Ingo Hansen returns to the desert opal mining town where he grew up, struggling with his health and searching for answers. At a crossroads in his life, he seeks comfort in reminiscing the impact of the harsh landscapes and crazy adventures he had in Andamooka - one of the most remote places in South Australia.
Ingo soon realises that the thriving outback town he once loved is now bleak and it mercilessly parallels his own impermanence; the harsh winds of life blow not just on the desert but also inside his heart. In its glory days Andamooka had over 3000 residents, but now the opal has dried up and it is a former shadow of itself - with a total population of 316.
It takes a certain type of person to love a place like this, with the isolation and the desolation. Walking through the cemetery Ingo reflects on the grim truths of his reality, and how strange it is to know every body that lies beneath him in the dust. As in life, both the once beautiful landscape and the once promising future he faced are slowly fading way and the story is unforgiving.
Desert ink follows the journey of 8 Mexican tattoo artists from the wrong side of the tracks, whose passion for art and tattooing saved their lives. With identities forged in street furnaces of gang banging, shoot outs, drug dealings, and jail time, this band of men crafted new identities, forming a new type of gang. United by art and their determination to earn a decent living, these sons of migrant workers found the will to break free from the easy temptations and trappings of their nefarious past lives, where their friends and relatives are doing life in prison or 6 feet underground.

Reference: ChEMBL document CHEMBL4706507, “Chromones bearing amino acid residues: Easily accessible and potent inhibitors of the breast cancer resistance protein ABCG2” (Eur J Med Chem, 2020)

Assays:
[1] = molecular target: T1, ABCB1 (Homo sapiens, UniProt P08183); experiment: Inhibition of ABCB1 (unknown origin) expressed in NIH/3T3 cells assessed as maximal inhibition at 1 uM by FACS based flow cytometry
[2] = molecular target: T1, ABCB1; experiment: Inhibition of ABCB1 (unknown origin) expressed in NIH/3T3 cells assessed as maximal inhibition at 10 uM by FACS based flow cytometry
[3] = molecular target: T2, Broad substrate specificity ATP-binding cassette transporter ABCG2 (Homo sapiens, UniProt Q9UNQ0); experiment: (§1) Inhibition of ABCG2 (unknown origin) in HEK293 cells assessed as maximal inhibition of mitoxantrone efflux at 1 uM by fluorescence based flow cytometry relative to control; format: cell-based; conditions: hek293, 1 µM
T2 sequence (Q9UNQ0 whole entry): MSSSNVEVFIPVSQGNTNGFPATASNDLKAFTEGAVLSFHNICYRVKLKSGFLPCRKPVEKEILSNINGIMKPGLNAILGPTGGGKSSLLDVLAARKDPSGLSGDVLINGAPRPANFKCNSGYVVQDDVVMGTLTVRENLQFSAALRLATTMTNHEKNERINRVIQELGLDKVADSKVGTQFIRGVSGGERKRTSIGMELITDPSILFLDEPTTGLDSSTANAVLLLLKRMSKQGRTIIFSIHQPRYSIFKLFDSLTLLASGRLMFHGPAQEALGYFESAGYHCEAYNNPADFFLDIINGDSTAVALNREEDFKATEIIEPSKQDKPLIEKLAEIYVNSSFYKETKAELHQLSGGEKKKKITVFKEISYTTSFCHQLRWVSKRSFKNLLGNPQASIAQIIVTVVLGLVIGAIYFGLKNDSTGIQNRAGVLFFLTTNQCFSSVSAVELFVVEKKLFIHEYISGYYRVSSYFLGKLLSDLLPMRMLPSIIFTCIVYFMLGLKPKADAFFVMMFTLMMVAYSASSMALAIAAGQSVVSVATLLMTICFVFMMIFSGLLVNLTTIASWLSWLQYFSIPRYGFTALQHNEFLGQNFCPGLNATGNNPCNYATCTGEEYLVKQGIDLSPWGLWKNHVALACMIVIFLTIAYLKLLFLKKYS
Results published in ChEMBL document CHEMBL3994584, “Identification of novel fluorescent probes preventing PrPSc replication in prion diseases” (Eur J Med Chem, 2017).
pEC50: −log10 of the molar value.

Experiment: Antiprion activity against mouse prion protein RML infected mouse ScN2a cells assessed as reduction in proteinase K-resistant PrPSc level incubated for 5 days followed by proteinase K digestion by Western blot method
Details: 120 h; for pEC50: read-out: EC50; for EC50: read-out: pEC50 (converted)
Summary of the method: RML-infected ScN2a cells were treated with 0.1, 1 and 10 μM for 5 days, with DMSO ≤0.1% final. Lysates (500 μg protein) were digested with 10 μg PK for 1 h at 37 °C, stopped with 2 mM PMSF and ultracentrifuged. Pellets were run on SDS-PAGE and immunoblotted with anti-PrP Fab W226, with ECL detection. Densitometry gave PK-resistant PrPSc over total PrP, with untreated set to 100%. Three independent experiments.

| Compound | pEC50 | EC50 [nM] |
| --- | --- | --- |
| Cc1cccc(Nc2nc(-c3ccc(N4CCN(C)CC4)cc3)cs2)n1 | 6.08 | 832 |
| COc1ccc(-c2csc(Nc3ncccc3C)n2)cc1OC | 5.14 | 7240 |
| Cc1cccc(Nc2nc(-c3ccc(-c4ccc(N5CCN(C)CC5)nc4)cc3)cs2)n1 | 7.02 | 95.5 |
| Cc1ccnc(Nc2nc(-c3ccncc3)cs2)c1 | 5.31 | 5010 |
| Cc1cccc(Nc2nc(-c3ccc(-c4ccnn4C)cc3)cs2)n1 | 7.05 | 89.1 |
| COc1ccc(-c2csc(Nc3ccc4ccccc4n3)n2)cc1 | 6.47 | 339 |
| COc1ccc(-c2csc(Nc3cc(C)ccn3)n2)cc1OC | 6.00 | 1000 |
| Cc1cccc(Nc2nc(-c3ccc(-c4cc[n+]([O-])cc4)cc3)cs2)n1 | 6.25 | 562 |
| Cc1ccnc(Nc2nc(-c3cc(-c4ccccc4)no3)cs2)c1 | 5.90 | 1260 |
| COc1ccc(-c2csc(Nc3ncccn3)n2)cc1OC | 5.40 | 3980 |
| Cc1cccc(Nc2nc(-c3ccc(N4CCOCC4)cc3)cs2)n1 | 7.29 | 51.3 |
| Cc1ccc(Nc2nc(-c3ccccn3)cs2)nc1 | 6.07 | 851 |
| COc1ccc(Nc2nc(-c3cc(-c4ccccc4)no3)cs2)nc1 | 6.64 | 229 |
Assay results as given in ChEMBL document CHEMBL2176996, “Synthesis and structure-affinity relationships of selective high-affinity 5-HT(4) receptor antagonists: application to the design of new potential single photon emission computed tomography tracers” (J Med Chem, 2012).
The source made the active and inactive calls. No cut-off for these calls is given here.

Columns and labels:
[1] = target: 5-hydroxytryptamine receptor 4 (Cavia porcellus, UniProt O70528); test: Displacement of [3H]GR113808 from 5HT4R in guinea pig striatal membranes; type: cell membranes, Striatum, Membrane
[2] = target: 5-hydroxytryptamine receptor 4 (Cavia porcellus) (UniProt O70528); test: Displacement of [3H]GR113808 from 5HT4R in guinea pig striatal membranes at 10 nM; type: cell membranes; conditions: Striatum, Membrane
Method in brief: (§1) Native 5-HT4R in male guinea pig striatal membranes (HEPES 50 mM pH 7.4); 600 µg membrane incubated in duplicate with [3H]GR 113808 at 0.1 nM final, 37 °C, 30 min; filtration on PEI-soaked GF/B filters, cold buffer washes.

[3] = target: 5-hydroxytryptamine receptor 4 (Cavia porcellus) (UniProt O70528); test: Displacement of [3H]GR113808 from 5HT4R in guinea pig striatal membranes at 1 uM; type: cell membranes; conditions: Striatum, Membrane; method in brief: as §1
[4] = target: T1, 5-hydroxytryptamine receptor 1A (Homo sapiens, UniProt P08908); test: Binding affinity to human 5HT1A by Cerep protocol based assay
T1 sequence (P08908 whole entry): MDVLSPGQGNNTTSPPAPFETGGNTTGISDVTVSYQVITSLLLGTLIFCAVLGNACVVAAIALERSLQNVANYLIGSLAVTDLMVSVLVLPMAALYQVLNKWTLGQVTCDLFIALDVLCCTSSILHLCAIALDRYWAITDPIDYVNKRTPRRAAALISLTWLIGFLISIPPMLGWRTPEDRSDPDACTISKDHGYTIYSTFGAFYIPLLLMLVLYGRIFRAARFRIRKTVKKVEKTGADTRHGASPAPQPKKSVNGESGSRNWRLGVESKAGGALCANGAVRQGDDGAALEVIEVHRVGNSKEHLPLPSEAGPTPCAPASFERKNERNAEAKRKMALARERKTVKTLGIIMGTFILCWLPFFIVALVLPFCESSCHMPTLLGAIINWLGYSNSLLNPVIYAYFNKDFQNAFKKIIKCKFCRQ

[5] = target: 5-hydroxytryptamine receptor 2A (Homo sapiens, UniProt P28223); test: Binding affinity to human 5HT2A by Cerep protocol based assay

Photography campaign shot off the back of a TVC for Rural Fire Service.
Yuri dedicated his life to his country and from an early age wanted to serve Mother Russia. Rising from commander of a motorised rifle platoon to senior officer of a military district operations department in Afghanistan. The sleepwalking only started occurring when Yuri returned home from service. At the start his wife Natasha would find him standing in the dark, always in the exact same place, the hallway, facing the front door and mumbling to himself. Then the neighbours would wake Natasha with a phone call demanding she collect him from their front yard. They put bars on the windows and deadlocked the doors, this contained the problem at home. Yuri has now started travelling with his new job within the government, staying in hotels makes it impossible to curb the behaviour. Ironically Natasha finds herself not being able to sleep while he is away, worrying about the consequences of his colleagues discovering his condition, or something terrible happening while he isn’t fully conscious.
An ongoing study into mining towns that are a shadow of their former selves. What happens to the town when the mine dries up? Who stays and who is quick to leave for the next big thing.